Ken MacDonald on Blair's deceit and a warning to Chilcot

Ken MacDonald, the former director of public prosecutions, has penned a devastating article in the Times in response to Tony Blair's admission that he'd have attacked Iraq even if he'd have known for sure there were no WMD.
Guy Aitchison
14 December 2009

Ken MacDonald, the former director of public prosecutions, has penned a devastating article in the Times in response to Tony Blair's admission, in a calculated interview with Fern Britton ahead of his appearance at the Chilcot inquiry, that he would have attacked Iraq even if he'd have known there were no WMD.

MacDonald describes the role Blair's character played in driving the criminal adventure against the will of the British people, noting his "sycophancy" and his thirst for glamour and power. He urges Chilcot not to succumb to the British establishment disease of hiding the truth to protect the powerful.

It's one of the strongest attacks on the PM I've read coming from a member of the British establishment and delivers a powerful warning to members of the Chilcot inquiry, who so far have been less than penetrating in their questioning.

MacDonald writes:

The degree of deceit involved in our decision to go to war on Iraq becomes steadily clearer. This was a foreign policy disgrace of epic proportions and playing footsie on Sunday morning television does nothing to repair the damage. It is now very difficult to avoid the conclusion that Tony Blair engaged in an alarming subterfuge with his partner George Bush and went on to mislead and cajole the British people into a deadly war they had made perfectly clear they didn’t want, and on a basis that it’s increasingly hard to believe even he found truly credible. Who is any longer naive enough to accept that the then Prime Minister’s mind remained innocently open after his visit to Crawford, Texas?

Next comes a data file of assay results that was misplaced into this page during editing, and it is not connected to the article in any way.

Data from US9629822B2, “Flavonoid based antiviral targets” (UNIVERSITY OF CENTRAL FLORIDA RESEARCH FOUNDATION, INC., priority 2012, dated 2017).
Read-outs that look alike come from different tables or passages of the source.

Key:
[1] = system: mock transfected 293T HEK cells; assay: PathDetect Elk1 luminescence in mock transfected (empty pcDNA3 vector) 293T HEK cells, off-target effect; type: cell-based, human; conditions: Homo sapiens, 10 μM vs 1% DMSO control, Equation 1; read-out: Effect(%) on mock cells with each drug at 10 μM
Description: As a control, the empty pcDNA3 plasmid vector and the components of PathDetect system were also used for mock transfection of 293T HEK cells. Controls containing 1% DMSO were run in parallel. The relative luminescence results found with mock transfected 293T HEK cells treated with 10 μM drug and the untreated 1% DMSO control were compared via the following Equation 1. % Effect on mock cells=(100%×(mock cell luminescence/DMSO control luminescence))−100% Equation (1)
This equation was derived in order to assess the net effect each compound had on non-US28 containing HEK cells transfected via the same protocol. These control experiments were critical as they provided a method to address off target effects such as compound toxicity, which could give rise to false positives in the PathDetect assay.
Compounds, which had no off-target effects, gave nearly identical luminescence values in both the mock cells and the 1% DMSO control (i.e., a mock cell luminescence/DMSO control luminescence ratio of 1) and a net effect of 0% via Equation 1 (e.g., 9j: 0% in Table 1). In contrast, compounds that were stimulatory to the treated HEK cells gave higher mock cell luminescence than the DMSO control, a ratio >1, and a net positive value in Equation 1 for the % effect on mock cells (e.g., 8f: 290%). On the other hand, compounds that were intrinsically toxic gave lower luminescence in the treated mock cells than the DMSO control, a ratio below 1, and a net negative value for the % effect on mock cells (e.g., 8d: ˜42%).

Hindsight is a great temptress. But we needn’t trouble her on the way to a confident conclusion that Mr Blair’s fundamental flaw was his sycophancy towards power. Perhaps this seems odd in a man who drank so much of that mind-altering brew at home. But Washington turned his head and he couldn’t resist the stage or the glamour that it gave him. In this sense he was weak and, as we can see, he remains so. Since those sorry days we have frequently heard him repeating the self-regarding mantra that “hand on heart, I only did what I thought was right”. But this is a narcissist’s defence and self-belief is no answer to misjudgment: it is certainly no answer to death. “Yo, Blair”, perhaps, was his truest measure.

You can read the full article here. And, in case you missed it on Friday, here's news of developments regarding at least one "justification" for Iraq you won't hear from Tony Blair.

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